Roy Tomlin, 98, and Ron, 96, recalled their wartime expoilts during the get-together at Ford Parish Hall near Shrewsbury.
Ron, who now lives in Streetly, Walsall, and Roy, who moved to Abergavenny, were joined by 38 family members for the party.
The younger one played a crucial role in the bombing of Germany during the Second World War, the older one was instrumental in the early use of radar.
Ron was a 19-year-old bomb-aimer in the 10 Squadron RAF when he was called to take part in raids over the cities of Hamburg and Nuremberg in August, 1943.
The first two raids over Hamburg went fairly smoothly, but on third the plane developed an engine problem, which the crew reported on their return to its base in Halifax.
“We assumed our bomber was US (useless), and went to bed down at 4am,” he says.
“But we were woken up and told there was nothing wrong with the plane, and we were going to Nuremberg, so we were on operations two nights in a row.”
The journey to Nuremberg took eight hours, and on the return journey during the early hours of August 11, the engine problem recurred. A second engine on the opposite side of the plane also developed a fault.
The plane lost height as it flew over Dieppe, descending to 9,500ft, making it a sitting duck for the enemy. Gunfire duly arrived as it descended over the English Channel, damaging the inflatable lifeboat. The crew were forced to make an emergency landing on water, and patch the dinghy as best as they could.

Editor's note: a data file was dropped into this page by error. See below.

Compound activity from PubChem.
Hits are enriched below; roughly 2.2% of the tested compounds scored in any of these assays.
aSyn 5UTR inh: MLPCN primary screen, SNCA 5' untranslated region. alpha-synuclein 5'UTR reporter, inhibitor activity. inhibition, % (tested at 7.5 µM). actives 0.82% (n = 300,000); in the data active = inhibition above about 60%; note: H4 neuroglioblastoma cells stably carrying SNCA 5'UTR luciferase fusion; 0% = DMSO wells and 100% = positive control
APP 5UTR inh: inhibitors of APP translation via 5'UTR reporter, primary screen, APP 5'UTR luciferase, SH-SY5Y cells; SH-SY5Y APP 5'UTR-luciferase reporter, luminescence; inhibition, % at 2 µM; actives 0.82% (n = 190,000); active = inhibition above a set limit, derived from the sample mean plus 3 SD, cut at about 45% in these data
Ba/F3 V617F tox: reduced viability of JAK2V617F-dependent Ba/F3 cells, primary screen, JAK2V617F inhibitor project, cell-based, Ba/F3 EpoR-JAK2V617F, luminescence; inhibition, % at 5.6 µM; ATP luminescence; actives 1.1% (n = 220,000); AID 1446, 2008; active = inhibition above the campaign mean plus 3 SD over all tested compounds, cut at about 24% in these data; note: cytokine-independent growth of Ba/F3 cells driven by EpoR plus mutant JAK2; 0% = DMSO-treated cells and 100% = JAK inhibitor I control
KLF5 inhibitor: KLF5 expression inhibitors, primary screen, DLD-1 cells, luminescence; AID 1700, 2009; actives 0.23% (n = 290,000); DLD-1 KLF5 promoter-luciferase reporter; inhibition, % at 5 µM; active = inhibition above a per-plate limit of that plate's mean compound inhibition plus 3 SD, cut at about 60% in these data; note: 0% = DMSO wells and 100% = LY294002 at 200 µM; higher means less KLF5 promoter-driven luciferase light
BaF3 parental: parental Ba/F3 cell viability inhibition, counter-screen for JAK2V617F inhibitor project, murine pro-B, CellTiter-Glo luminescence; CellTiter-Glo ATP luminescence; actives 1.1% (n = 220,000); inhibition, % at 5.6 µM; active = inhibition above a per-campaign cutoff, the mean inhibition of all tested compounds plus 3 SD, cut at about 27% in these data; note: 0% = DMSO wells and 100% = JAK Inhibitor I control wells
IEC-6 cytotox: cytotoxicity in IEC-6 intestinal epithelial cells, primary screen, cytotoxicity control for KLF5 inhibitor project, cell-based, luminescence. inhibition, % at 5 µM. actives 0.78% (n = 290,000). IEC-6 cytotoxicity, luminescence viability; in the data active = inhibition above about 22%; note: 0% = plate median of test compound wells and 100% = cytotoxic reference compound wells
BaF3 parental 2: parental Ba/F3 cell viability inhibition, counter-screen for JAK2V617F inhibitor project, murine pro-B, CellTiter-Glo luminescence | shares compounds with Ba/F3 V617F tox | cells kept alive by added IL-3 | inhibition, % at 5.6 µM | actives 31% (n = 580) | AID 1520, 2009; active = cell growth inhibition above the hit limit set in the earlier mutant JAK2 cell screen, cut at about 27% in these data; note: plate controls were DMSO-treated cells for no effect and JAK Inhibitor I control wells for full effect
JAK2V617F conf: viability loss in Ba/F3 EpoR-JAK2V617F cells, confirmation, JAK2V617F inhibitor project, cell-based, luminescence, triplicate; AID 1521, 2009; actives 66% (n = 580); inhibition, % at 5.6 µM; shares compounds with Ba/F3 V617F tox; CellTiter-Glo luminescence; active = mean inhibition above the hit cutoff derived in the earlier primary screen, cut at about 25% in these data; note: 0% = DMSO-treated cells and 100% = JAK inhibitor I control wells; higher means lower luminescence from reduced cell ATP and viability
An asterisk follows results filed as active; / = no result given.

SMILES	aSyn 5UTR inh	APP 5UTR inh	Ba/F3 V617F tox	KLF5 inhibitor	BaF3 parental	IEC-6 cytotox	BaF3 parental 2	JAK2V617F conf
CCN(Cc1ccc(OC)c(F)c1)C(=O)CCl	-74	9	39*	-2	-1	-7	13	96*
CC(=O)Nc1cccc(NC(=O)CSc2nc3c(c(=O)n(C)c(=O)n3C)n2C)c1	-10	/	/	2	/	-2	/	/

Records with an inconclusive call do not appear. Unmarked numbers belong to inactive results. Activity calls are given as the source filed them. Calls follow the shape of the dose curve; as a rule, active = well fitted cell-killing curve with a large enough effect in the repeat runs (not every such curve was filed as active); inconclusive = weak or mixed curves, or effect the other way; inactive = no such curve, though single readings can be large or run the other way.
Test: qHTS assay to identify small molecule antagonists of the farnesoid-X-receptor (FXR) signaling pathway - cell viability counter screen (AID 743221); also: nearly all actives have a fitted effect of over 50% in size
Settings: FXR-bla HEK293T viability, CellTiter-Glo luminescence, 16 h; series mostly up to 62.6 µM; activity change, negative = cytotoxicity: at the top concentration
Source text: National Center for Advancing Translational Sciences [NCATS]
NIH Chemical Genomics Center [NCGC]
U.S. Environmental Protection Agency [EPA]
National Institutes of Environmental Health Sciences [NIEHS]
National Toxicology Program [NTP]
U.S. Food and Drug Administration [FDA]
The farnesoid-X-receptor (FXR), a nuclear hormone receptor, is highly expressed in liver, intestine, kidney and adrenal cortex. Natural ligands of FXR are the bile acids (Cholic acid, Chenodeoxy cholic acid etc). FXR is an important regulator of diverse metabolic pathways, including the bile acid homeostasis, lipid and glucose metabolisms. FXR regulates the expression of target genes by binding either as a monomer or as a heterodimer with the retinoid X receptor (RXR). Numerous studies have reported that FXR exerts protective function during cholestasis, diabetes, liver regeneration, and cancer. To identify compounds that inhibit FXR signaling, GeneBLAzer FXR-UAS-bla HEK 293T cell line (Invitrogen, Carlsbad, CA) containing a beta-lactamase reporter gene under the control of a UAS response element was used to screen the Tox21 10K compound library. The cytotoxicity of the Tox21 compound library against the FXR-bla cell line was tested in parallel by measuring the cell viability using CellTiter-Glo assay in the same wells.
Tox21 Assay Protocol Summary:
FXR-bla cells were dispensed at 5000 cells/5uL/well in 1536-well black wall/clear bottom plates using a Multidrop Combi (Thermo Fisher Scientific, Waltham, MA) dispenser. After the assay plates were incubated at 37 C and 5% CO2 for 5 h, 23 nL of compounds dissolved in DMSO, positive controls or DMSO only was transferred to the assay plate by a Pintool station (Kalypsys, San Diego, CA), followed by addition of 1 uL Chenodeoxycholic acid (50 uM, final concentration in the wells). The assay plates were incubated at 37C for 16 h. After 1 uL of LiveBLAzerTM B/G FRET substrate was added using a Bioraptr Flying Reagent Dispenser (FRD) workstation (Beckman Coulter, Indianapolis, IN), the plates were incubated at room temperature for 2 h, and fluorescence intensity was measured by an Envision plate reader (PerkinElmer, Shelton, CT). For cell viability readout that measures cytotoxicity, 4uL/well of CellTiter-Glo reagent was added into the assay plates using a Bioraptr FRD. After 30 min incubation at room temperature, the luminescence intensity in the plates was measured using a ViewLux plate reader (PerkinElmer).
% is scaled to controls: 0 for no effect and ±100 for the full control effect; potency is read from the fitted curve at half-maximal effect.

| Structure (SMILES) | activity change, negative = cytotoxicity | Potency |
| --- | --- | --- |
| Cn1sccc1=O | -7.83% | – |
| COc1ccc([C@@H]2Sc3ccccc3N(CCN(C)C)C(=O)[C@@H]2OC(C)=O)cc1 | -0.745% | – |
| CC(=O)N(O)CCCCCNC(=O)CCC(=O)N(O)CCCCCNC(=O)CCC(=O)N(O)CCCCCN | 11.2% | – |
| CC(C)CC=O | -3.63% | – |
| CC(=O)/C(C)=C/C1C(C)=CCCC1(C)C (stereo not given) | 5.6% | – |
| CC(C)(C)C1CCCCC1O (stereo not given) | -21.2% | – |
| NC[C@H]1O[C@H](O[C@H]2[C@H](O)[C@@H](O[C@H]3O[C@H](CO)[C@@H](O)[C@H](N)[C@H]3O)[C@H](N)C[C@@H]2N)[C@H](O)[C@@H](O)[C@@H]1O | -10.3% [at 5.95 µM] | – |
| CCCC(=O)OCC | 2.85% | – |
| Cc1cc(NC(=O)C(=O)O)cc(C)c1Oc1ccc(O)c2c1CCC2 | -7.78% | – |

“When we ran out of patches, we had to put our fingers in the holes, we were pumping all the time to keep the boat inflated,” says Ron.
“We were in the sea for about 17 hours, before the Germans caught us.
“We had swallowed a lot of oil, and had been vomiting all the time. I don’t know how the other crew members were feeling, but I was quite glad to be rescued by a German boat.
“Had we not been captured, we would have probably ended up in the North Sea, which is much more difficult to be rescued from.”
Four days after their capture, they were sent to the Gestapo headquarters at Dulag Luft for interrogation.
It was something Ron had been prepared for by his RAF training.
“We had been told what to expect, they would move you from hut to hut,” he says.
“Some nights they would put you in the same hut as one of your crew, another they would put you in with a stranger.
“The important thing was you never talked about anything, because if you were talking to your crew mates, somebody might have been listening, and if you were with a stranger they might already be collaborators.
“It wasn’t pleasant, but apart from them sometimes waving guns about, there was never any violence from them.”
He was then transferred to Poland, finishing up at the Stalag Luft IV camp until the Russian advance of February, 1945. As the Russians moved closers, the prisoners were ordered to march 500 miles on foot back to Germany, often being expected to complete 30 miles a day.
On reaching Fallingbostel in Saxony, Ron and his pilot refused to march any further until he had his injured foot operated on, and they stayed put.
“Most of my crew went with them, but Dibben, the pilot and I, went into sick bay, lay on the floor and said we were too sick to move, and we just stayed there,” he says.
Ron’s German captors made little effort to coerce them, and simply left them behind, and they were liberated two days later on April 16, 1945, by the advancing British forces.
“We knew the Army was getting close because we could see the searchlights in the sky,” he says.